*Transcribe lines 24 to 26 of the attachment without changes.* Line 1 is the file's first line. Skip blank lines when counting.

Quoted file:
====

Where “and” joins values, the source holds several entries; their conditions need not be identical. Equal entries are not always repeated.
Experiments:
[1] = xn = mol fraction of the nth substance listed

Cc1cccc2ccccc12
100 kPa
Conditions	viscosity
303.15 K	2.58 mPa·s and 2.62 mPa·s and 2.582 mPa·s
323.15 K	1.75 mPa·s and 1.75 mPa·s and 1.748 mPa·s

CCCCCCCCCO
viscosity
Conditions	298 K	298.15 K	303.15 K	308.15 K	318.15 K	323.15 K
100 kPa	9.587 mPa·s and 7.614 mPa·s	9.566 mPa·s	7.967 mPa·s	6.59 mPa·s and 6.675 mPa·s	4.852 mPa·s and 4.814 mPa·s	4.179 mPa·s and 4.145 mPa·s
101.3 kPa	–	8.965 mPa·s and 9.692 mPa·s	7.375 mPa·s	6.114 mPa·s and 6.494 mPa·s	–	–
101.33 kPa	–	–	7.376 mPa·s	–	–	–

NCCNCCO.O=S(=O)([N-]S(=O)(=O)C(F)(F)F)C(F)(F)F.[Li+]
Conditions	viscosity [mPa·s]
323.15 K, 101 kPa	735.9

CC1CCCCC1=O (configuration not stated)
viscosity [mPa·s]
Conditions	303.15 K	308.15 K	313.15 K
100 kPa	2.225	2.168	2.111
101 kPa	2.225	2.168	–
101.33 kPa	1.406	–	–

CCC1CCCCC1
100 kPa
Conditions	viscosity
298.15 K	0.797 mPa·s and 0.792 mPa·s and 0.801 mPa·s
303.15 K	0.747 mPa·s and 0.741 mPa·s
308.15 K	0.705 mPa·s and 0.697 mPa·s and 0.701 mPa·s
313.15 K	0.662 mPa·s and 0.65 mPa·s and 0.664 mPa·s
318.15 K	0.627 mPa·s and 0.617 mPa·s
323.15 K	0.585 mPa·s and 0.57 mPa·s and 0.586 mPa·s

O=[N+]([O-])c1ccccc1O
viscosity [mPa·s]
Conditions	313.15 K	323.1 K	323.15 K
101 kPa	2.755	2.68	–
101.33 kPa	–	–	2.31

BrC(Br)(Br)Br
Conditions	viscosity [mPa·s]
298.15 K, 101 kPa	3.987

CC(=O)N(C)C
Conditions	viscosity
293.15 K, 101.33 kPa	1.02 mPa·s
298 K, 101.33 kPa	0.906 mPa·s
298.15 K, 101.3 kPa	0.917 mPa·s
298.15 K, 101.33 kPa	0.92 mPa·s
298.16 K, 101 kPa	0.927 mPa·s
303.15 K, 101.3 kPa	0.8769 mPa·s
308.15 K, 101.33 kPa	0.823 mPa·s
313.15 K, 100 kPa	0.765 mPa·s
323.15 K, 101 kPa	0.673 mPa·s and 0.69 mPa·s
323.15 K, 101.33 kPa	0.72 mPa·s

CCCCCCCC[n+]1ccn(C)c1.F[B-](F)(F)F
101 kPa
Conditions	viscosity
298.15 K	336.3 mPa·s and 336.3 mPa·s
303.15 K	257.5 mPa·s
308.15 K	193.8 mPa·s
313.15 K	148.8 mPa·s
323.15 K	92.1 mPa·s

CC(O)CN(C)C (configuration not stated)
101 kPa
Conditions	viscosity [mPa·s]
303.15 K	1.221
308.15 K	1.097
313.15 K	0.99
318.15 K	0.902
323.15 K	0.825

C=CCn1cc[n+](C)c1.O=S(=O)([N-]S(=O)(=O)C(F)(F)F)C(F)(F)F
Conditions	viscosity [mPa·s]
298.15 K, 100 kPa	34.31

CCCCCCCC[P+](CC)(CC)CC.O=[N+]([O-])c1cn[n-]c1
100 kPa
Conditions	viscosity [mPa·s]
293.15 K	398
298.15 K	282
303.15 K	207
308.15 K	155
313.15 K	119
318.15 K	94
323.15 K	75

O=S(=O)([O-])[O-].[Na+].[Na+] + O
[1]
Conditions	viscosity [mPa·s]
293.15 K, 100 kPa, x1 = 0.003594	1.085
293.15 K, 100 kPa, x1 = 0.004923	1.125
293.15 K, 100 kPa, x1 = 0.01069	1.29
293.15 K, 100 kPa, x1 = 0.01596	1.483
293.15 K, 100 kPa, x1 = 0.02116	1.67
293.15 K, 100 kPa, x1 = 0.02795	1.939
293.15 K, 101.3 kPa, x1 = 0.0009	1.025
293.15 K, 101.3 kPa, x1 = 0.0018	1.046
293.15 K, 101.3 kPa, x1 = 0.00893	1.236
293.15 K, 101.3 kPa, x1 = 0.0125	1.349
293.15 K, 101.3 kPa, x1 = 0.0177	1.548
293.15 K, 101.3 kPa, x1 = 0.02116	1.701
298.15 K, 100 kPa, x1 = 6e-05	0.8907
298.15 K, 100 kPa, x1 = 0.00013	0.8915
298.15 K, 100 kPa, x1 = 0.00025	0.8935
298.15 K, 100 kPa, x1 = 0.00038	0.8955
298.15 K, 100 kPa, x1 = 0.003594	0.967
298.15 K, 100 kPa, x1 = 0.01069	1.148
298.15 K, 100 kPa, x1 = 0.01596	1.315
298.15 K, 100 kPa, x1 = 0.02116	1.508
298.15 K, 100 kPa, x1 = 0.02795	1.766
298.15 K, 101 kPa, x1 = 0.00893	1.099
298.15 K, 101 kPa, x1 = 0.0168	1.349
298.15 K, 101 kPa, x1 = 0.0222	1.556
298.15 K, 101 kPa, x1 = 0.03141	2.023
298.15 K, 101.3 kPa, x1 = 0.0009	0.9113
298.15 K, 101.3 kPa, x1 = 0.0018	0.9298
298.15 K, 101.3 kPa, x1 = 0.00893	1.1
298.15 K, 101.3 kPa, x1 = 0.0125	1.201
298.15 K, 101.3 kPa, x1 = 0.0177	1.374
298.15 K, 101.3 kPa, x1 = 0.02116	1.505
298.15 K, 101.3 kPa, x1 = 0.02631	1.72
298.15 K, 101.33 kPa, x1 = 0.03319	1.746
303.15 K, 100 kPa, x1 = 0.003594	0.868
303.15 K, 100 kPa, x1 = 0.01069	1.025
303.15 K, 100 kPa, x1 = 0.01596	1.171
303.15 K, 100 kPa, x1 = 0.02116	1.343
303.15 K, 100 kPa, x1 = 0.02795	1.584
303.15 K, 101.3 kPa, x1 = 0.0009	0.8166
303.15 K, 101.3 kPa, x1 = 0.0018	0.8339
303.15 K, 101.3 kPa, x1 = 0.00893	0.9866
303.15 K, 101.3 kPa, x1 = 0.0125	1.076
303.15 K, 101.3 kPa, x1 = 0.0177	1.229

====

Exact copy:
CCC1CCCCC1
100 kPa
Conditions	viscosity